Peru's Toledo: No Special Treatment for Berenson
Reuters -- 16 June 2001
LIMA, Peru - American Lori Berenson, awaiting a June 20 verdict in her Peruvian retrial on charges of collaborating with Marxist rebels, will not receive special treatment due to her nationality, the president-elect said.
``We aren't going to open the doors of the jails ... and what is valid for Lori Berenson is valid for all prisoners,'' President-elect Alejandro Toledo said late on Friday.
``There can't be special treatment according to nationality,'' Toledo, who takes office on July 28, told reporters.
Prosecutors are seeking at least 20 years jail for the 31-year-old New Yorker, who was sentenced to life in 1996 by a hooded military judge as a leader of the leftist rebel group Tupac Amaru Revolutionary Movement (MRTA).
The ruling was overturned last year and a civilian retrial ordered. Berenson denies all charges against her and says while she shares some of the MRTA's ideological positions, she did not actively assist the group.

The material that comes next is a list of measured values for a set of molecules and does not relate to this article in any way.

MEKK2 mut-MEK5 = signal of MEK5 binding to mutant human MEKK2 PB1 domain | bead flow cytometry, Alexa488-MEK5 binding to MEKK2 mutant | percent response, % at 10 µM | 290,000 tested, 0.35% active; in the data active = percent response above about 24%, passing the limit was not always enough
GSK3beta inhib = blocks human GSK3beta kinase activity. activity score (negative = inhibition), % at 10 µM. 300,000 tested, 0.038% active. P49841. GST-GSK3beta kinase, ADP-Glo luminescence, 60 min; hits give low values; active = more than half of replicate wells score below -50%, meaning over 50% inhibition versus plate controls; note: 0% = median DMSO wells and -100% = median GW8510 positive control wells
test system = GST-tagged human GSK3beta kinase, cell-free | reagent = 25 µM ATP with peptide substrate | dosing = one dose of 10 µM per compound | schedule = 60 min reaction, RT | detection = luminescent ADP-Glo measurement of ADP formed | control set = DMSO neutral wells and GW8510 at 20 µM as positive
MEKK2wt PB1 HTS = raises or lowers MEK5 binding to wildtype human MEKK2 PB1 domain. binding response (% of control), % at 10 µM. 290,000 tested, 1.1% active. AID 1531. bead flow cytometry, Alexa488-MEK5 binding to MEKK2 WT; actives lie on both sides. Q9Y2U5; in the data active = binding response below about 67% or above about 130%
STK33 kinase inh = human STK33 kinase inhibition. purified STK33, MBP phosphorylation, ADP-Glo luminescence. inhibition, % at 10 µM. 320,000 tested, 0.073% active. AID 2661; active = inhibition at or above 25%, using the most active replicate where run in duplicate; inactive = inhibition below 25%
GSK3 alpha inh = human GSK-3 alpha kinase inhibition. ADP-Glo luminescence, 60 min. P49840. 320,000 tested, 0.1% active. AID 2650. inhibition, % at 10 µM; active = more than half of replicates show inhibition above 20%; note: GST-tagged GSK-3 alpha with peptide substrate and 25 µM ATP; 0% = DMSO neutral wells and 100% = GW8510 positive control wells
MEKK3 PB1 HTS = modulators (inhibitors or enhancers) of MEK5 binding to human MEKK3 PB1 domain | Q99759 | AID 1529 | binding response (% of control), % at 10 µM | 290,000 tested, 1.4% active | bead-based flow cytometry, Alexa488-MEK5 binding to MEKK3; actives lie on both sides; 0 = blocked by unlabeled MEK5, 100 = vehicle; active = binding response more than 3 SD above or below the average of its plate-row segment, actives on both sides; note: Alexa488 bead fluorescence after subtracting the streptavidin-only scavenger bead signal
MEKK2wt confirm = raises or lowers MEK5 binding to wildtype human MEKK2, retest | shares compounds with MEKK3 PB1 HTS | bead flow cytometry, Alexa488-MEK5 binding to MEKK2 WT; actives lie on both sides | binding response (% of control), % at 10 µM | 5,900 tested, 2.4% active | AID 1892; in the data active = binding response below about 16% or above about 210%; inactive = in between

But most Peruvians, who recall 15 years of leftist violence involving the MRTA and larger Maoist group, Shining Path, see Berenson as a ``gringa terrorist'' and say she deserves jail.
Toledo is due to head to the United States on June 24 to drum up support and funding. The Berenson case has caused friction in the past between Lima and Washington and a number of U.S. lawmakers have long lobbied for her release or pardon.
``This is an issue that will be on the table,'' Toledo said of Berenson's case.
Berenson's civilian retrial was ordered a few months before Alberto Fujimori, the Peruvian president who cracked down on rebel violence and instituted the military courts with hooded judges, was ousted in a massive corruption scandal.
Berenson's lawyer, Jose Sandoval, failed at the trial to have the presiding judge removed on charges of bias and alleged links with Fujimori's discredited regime, which controlled the courts and which he says used Berenson as a political pawn.
Despite big judicial changes since Fujimori left office last year, he says the retrial has been full of irregularities.
But asked whether Berenson was receiving a fair trial, Toledo said: ``As far as I know, yes.''